Data Storytelling is not Data Analysis
with apologies, or at least indebtedness, to Stuart Ritchie
Data storytelling is a powerful way to turn often complex data into an interesting and engaging story. It involves analysing and interpreting data to uncover patterns and insights, then using those insights to create a compelling narrative that conveys a meaningful message. Storytelling can be used to explain complex topics, make decisions, or motivate and inspire action. It can also be used to communicate emotions and feelings, creating stories that are both informative and captivating.
Sounds good, doesn’t it? It’s from an article I wrote a few years back. But there’s more, which I didn’t think about enough at the time, but certainly do now. Data storytelling too often is caught up in the story and not grounded in the data.
Data Storytelling can be used to distort our thinking, to evade difficult truths in the data and to simply deceive. In the worst scenarios - from my point of view - this happens without the storyteller even noticing their own misrepresentations.
Science is not Storytelling
In a recent blog, Stuart Ritchie was, as ever, admirably clear that Science isn’t Storytelling. Stuart is the author of an excellent book, Science Fictions: The Epidemic of Fraud, Bias, Negligence and Hype in Science, which lays bare many of the distortions of modern scientific practice. In his blog he took to task a recommendation that scientists should write papers with their conclusions in mind, paying attention to narrative, framing and (save us!) take-home messages.
You might find Stuart’s approach to science rather austere …
A scientific paper isn’t supposed to be a story. It’s not an opportunity for you to flex your creative muscles, or to craft a tale ... If it’s boring or doesn’t have a “narrative” - well, that’s sometimes just how it is, because in reality scientific studies often career off in unexpected directions that belie attempts to condense them into a clear, linear, account.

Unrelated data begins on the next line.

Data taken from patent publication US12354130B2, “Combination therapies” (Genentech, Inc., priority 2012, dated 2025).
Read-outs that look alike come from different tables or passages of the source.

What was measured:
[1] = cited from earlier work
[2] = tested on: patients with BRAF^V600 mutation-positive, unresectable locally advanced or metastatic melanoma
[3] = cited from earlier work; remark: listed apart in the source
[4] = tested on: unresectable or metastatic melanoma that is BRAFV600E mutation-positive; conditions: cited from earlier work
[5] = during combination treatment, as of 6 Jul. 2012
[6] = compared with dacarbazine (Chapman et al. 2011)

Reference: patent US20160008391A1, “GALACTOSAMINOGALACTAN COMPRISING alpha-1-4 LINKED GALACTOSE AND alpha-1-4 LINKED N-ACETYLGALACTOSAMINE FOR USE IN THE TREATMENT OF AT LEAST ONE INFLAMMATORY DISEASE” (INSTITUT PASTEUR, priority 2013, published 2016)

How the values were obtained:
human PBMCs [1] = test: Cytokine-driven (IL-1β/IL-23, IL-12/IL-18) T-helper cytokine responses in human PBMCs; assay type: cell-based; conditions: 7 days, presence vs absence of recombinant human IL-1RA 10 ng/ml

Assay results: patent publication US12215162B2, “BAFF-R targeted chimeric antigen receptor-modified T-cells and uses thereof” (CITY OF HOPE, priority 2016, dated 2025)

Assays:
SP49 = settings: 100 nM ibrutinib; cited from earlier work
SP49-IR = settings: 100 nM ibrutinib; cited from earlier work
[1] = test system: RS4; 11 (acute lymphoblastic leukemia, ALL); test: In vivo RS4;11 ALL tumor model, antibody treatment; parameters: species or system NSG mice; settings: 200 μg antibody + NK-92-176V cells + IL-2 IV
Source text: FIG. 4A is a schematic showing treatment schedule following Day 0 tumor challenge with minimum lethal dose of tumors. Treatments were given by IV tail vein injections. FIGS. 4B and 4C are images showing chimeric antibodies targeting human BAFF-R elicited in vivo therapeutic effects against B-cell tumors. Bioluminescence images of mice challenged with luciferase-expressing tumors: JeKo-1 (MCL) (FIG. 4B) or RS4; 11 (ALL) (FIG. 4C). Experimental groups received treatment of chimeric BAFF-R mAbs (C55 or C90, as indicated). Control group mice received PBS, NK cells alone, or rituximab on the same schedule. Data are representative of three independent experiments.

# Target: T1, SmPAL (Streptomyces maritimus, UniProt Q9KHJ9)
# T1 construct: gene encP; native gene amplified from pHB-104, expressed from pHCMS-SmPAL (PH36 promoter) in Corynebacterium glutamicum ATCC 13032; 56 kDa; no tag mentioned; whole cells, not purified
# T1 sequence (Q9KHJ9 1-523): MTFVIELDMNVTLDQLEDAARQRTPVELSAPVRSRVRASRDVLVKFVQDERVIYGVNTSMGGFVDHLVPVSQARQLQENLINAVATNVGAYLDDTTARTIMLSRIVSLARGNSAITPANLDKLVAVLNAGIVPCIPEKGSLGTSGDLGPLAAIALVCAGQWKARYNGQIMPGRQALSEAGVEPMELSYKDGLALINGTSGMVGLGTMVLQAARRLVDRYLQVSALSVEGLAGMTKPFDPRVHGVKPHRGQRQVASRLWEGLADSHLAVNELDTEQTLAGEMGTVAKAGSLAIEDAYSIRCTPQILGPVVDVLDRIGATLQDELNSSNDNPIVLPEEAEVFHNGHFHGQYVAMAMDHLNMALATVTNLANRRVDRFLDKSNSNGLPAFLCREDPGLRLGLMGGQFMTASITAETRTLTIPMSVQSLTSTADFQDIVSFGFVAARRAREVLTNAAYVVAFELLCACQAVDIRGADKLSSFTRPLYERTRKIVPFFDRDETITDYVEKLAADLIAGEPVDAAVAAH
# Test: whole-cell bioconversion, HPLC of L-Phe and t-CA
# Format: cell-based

Of course, as an engaging and lively science writer himself, Stuart knows the value of good writing. But his concern here is absolutely valid: focussing on the story can distort our analysis.
And so to Data Storytelling …
Data storytelling is not a branch of marketing
The first and most significant problem I have with the narrative approach to data is that too often, the story is all there is. In business analytics we very rarely have the equivalent of a scientific paper. All too often I see people jump straight from analysing to storytelling. Sometimes there’s not even a jump. Telling the story becomes the analytic method. Popular business intelligence tools reinforce this thinking. The story becomes our primary artefact often crafted by the user directly in the same tools - at the same time - as they are analysing. As Stuart says:
the writing of the paper is where much of the bad stuff comes in. For so many scientific projects, the “doing the research” part and the “writing up the research” part are simultaneous.
There are, of course, many differences between business intelligence and scientific research. For one thing, business analysis tends to involve the ongoing monitoring of changing data looking for trends and emerging features, then when something is found reporting on it in order to direct decisions based on the findings. So there’s a reasonable argument to made that data storytelling has a role to play here, because there is a motivating purpose - to persuade people to take action. Scientific research is a project to discover what is true, not a manifesto for action.
But there’s a danger in business taking this shortcut from analysis to action. Our business thinking is already deeply motivated, and rightly so, by profit, promotion, and productivity. The biases these motivations introduce could be addressed more effectively if we separated out analysis from storytelling.
Find the truth first, then tell the story.
Unfortunately the hype around data storytelling and the affordances designed into the analytic user experience make this harder path less likely to be chosen.
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"With endless information comes the ability to take information from its context, to tell stories perfectly matched to the intentions of the teller, freed from the complex texture of reality."
– Kerry Howley, from Bottoms Up and the Devil Laughs
Profound point that is seldom mentioned. Do not tell a story about your data analysis for which the ending is predefined (as it usually is for normal stories). Thanks...
However, if data storytelling is not data analysis, then how should you tell the story behind your data analysis? Topic of your next blog? Is it like a story told by Walter Isaacson about Steve Jobs or Da Vinci? ...true to facts but profound in insights? But then, where is the call-to-action? Or, should there be?